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0012 A holistic approach to calculating a multimorbidity score: the usefulness of multi-correspondence analysis
  1. Monica Ubalde-Lopez1,2,
  2. David Gimeno1,3,
  3. George Delclos1,4,
  4. Eva Calvo-Bonacho5,
  5. Fernando G Benavides1,2
  1. 1CISAL-Center for Research in Occupational Health, Universitat Pompeu Fabra, Barcelona, Spain
  2. 2CIBERESP, CIBER in Epidemiology and Public Health, Madrid, Spain
  3. 3Southwest Center for Occupational and Environmental Health, Division of Epidemiology, Human Genetics, and Environmental Sciences, The University of Texas School of Public Health, San Antonio Campus, Texas, USA
  4. 4Southwest Center for Occupational and Environmental Health, Division of Epidemiology, Human Genetics, and Environmental Sciences, The University of Texas Health Science Center at Houston, Texas, USA
  5. 5Ibermutuamur, (Mutua de Accidentes de Trabajo Y Enfermedades Profesionales de La Seguridad Social 274), Madrid, Spain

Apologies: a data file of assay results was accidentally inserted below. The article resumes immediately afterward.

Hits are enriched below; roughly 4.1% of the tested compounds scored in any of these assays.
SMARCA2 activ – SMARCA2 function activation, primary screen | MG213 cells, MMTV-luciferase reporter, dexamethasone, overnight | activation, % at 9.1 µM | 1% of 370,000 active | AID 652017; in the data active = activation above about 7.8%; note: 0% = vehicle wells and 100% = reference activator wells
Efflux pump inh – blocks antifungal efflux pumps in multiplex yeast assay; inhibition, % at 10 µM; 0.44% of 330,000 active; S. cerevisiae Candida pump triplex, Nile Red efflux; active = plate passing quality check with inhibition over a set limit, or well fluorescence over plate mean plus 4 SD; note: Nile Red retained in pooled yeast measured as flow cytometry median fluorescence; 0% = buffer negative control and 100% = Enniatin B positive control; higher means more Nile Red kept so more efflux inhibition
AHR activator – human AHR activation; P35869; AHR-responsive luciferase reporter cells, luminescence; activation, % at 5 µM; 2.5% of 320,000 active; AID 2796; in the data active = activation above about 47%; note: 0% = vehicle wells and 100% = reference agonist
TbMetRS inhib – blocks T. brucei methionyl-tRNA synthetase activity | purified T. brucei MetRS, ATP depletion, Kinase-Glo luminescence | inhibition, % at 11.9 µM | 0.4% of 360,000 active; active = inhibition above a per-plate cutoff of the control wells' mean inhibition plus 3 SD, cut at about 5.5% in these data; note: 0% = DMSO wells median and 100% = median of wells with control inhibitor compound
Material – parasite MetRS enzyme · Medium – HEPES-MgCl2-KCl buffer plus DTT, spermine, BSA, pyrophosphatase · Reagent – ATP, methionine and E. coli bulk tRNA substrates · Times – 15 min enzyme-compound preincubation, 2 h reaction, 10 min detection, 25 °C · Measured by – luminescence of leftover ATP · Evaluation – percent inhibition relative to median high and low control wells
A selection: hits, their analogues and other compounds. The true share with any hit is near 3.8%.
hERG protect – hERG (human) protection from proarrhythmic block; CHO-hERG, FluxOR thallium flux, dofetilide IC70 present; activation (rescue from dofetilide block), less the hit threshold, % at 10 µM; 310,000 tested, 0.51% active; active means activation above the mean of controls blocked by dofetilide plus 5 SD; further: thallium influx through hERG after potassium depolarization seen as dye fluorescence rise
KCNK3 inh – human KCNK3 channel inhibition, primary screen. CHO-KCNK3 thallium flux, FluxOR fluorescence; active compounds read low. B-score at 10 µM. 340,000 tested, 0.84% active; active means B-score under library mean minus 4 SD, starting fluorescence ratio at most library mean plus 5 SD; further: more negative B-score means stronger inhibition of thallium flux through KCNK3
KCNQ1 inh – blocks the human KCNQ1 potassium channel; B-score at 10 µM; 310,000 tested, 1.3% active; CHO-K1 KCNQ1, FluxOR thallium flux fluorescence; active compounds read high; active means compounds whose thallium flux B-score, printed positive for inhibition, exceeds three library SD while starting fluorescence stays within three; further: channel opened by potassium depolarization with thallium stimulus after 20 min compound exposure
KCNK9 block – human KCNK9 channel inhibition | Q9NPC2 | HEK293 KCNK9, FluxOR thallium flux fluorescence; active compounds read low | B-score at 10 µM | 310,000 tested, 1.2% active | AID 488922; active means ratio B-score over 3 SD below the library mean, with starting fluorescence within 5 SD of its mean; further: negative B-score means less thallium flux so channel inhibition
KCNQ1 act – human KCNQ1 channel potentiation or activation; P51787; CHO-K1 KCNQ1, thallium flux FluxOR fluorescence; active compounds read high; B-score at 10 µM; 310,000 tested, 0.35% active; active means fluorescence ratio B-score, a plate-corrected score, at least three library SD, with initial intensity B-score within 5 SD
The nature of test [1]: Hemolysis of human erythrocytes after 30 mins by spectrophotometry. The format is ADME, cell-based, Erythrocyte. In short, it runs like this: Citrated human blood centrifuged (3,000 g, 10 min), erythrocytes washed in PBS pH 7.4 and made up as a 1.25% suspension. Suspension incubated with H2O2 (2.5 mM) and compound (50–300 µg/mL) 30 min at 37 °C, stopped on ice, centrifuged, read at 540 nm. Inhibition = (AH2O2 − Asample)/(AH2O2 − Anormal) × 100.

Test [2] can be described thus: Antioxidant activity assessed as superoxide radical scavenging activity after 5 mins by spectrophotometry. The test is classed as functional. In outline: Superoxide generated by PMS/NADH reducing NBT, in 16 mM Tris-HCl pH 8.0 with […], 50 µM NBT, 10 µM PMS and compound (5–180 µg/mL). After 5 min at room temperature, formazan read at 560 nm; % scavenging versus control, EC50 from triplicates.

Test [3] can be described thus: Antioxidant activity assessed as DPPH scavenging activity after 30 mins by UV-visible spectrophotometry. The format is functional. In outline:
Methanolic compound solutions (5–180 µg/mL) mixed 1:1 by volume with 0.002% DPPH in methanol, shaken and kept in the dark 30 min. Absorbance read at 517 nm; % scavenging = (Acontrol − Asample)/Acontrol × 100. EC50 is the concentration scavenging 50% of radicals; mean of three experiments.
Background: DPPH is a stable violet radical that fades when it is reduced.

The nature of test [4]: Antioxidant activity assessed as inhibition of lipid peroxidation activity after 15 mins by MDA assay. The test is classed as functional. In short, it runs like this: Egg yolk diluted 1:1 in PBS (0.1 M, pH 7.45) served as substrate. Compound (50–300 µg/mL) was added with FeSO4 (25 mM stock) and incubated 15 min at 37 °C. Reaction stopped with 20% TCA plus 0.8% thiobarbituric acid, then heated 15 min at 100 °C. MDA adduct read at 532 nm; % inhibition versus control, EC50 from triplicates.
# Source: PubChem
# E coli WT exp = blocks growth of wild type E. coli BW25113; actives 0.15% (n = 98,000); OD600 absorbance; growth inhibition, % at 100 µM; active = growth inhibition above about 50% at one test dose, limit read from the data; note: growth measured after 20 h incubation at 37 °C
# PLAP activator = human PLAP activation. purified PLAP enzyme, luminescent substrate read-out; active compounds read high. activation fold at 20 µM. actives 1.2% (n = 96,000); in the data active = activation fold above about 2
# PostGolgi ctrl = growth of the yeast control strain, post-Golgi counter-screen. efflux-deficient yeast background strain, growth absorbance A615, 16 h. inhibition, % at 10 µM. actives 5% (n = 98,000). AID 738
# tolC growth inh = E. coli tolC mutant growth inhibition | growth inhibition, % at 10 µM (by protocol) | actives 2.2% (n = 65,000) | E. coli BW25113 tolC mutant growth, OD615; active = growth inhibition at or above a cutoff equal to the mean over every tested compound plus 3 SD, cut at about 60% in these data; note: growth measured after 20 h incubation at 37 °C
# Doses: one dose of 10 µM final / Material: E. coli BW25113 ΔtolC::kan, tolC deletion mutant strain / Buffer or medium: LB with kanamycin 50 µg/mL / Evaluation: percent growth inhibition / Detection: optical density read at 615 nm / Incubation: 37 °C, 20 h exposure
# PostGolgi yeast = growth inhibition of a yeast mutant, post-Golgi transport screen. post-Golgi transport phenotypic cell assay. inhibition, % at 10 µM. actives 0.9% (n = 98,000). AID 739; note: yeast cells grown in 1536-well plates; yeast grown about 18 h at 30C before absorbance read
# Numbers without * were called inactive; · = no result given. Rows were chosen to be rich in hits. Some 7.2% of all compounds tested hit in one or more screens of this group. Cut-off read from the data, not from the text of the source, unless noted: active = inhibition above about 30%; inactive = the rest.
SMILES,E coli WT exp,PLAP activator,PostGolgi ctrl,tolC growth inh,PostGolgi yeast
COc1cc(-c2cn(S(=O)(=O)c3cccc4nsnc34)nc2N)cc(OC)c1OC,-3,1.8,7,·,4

6. 6IMIM-Institut Hospital Del Mar d’Investigacions Mèdiques. Parc de Salut Mar, Barcelona, Spain

Abstract

Objectives Most frequently, multimorbidity measures available in the literature are heavily dependent on one outcome. We propose a method to construct a global multimorbidity score that incorporates chronic and non-chronic health conditions as well as health-related behaviours and symptoms, regardless of any specific outcome.

Method Cross-sectional study of 373 905 Spanish workers who underwent a standardised medical evaluation in 2006. By applying an algorithm based on the results of a multi-correspondence analysis we computed a multimorbitidy score separated by sex.The score distribution was described by age groups and occupational social class for both sexes.

Results Two dimensions were generated by the multi-correspondence analysis that explained around 80% of the total variability in both sexes. The main dimension was related to cardiovascular chronic conditions and personal habits, whereas the second dimension included symptoms, in addition to sleep disturbances in women. As compared to women, men showed a higher prevalence of multimorbidity (78% vs 17%), higher scores [mean 14 (SD 11.9) versus mean 9 (SD 9.5)], and a rising trend with age. No differences were found by occupational social class.

Conclusions Multimorbidity can reflect clustering of health-related conditions, providing information on its burden and distribution in a specific population By calculating a multimorbidity score that considers both health-related conditions and symptoms, we provide a more holistic approach to multimorbidity, applicable to any database.

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